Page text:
When the Windows graphical interface loads choose your language time and currency format and keyboard layout and click Next.

Click “Install Now”. Enter the product key or leave the field blank – this will install Vista in trial mode.

If applicable choose the version of Vista you wish to install tick “I have selected the edition of Windows that I purchased” and click Next.

Accept the Microsoft license terms and click Next.

Choose a Custom installation. On the “Where do you want to install Windows?” screen select the virtual disk and click Next.

Vista will now install.

Once the installation is completed Vista will reboot. Type in your username and password details and click Next.

Then type in a computer name and click Next. Choose the appropriate automatic update settings for your environment then set the correct clock and time zone information and click Next.

And that’s it – Vista is installed.

[#PAGE-BREAK#Step 5 – Install Guest Additions#]

Most virtualization solutions offer a software package which can be installed on guest machines which provides better access to the host hardware and other resources like shared folders clipboard file copying and so on.

Once the Windows Vista VM has been installed and has rebooted log into the desktop. Then press the host key to release the cursor then select the Devices menu and then “Install Guest Additions”. This mounts the additions image into the VM.

The additions media will autorun – launch the setup and click past the UAC prompt. Click Next the accept the License Agreement and click Next again. Accept the default install location and click Install.

Setup will continue and the package will install a number of drivers which offer better integration with the host’s resources and improved guest performance. These drivers are not signed by Microsoft so you’ll get a warning popup message during installation. Click “Install” on all the popups then reboot to complete the install.

When the system restarts you’ll be able to move the cursor between guest and host without having to use the host key and there will be an icon in the system tray indicating that the additions are active. Installing the additions also gives you extra functionality between guest and host which we’ll look at in the next step.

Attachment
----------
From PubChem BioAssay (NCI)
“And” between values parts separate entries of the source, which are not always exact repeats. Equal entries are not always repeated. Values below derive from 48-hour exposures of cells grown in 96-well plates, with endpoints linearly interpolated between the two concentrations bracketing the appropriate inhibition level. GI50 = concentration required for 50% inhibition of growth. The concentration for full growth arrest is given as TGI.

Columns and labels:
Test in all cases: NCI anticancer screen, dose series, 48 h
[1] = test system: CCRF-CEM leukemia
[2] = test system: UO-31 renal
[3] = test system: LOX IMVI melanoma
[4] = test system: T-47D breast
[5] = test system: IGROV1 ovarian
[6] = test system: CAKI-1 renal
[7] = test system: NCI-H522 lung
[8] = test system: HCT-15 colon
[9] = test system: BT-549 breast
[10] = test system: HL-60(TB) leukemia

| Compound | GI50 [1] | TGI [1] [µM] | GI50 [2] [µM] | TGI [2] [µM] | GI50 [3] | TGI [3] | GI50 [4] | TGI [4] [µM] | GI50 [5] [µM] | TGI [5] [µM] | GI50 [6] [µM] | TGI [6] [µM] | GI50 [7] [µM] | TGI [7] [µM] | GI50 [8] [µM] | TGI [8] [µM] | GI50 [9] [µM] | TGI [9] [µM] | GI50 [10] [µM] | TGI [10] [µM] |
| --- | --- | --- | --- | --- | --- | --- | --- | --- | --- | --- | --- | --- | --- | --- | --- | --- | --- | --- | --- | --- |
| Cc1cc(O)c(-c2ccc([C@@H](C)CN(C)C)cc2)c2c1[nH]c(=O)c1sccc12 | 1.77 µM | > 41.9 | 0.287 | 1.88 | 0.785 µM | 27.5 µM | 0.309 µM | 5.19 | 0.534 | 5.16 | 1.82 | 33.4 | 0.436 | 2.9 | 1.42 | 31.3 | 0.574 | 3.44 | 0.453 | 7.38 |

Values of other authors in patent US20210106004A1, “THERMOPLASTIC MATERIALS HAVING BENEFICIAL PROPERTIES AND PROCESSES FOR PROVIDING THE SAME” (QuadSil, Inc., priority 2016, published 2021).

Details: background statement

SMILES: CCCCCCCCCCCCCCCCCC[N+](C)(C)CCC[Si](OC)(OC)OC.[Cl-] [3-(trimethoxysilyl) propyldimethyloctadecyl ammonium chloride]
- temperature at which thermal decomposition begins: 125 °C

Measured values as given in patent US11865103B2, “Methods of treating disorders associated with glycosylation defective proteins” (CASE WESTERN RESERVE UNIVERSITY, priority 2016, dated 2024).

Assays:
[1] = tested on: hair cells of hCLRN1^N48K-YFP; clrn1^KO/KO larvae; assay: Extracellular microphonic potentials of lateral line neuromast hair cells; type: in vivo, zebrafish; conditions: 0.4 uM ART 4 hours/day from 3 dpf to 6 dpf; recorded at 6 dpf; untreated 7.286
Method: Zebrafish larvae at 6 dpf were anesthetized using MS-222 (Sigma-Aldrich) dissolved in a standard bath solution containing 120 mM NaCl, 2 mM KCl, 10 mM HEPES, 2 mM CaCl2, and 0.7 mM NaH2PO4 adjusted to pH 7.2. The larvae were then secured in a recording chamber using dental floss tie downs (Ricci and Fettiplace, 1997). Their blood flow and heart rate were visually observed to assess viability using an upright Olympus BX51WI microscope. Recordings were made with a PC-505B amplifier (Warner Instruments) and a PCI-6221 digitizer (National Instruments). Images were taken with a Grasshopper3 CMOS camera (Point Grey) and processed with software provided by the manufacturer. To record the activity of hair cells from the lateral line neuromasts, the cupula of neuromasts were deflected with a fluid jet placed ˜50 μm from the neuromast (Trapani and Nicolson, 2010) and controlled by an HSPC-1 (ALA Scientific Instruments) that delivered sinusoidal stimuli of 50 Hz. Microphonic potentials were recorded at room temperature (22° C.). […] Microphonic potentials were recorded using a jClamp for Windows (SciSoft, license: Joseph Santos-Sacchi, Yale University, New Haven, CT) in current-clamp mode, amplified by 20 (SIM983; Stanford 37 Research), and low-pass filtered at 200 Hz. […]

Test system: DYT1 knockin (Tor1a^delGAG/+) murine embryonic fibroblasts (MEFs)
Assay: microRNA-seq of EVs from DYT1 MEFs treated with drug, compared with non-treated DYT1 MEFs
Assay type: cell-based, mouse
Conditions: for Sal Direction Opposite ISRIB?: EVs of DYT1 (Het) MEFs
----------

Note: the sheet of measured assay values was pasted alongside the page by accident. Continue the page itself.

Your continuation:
[#PAGE-BREAK#Step 6 – More VirtualBox Options#]

By default and presumably to maximise compatibility during installation there are a number of guest options which are disabled but which you’ll probably find it useful to enable once the system is operational. To access these options highlight the VM in VirtualBox and then click on “General” in the right-hand window.

Under General there are two particular tabs of interest – Basic and Advanced. Under Basic you can adjust both the system and graphics memory. The graphics memory is expandable up to the available system graphics memorya nd you can also toggle on or off support for 3D acceleration for the guest VM.

Under Advanced you can add or remove options from the boot order and adjust the order itself. You can also enable support for CPU virtualization which will improve system performance.

You can also enable Audio support add more network adaptors connect to the host system’s serial and USB ports share folder between the host filesystem and the guest and enable remote desktop access to the guest via VirtualBox’s RDP server.

If you’re familiar with other virtualization packages then VirtualBox will be very intuitive. If not spent some time playing with the other options such as system snapshots to save a virtual guest at a point in time (very useful for writing tutorials!) moving into and out of fullscreen by using the host+F key combo.

Also check out our other tutorials for virtualizing on different platforms.